Abstract and Keywords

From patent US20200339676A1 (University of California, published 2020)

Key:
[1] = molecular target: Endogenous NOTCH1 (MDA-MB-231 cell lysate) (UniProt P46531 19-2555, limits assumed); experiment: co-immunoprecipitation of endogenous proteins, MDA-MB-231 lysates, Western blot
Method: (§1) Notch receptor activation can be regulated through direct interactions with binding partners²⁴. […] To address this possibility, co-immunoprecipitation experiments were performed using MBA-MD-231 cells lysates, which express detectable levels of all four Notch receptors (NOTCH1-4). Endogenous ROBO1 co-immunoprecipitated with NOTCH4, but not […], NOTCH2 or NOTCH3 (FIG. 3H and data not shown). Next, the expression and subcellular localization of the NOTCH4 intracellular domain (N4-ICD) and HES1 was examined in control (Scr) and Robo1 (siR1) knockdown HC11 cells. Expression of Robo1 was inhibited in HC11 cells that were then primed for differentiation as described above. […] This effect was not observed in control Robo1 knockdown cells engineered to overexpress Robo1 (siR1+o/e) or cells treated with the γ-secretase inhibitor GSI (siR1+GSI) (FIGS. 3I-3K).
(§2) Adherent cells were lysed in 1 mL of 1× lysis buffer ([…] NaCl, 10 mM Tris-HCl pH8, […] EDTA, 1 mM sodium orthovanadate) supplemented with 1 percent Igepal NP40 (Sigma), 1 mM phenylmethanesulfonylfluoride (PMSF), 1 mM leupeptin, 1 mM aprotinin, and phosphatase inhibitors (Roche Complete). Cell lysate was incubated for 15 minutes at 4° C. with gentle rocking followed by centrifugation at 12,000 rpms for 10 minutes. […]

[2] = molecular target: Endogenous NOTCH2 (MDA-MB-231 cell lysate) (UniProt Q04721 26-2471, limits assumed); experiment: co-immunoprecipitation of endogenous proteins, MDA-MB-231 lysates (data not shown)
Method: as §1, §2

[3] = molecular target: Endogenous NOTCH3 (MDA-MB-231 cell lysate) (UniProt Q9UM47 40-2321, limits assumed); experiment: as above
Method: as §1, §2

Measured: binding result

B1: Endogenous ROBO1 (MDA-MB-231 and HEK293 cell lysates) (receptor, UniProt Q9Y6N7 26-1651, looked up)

Many aspects of contract law, developed before the age of computer technology, require re-evaluation in the twenty-first century. The following matters will be considered: the postal acceptance rule in the digital age; e-mail messages, in particular whether a name or initial typed in the message constitutes a 'signature' for all purposes, and whether the sender's name in the address does so; clicking on a box on a computer screen as manifestation of assent, and whether it satisfies express statutory or contractual requirements of 'signature'; sealed instruments in the computer age; use of a website as manifestation of assent ('browse-wrap' so-called); and, more generally, problems of standard form contracts, consumer protection, and unfair terms, exacerbated (I would argue), though not originated, by computer technology. Illustrations are drawn both from English and from Canadian law.
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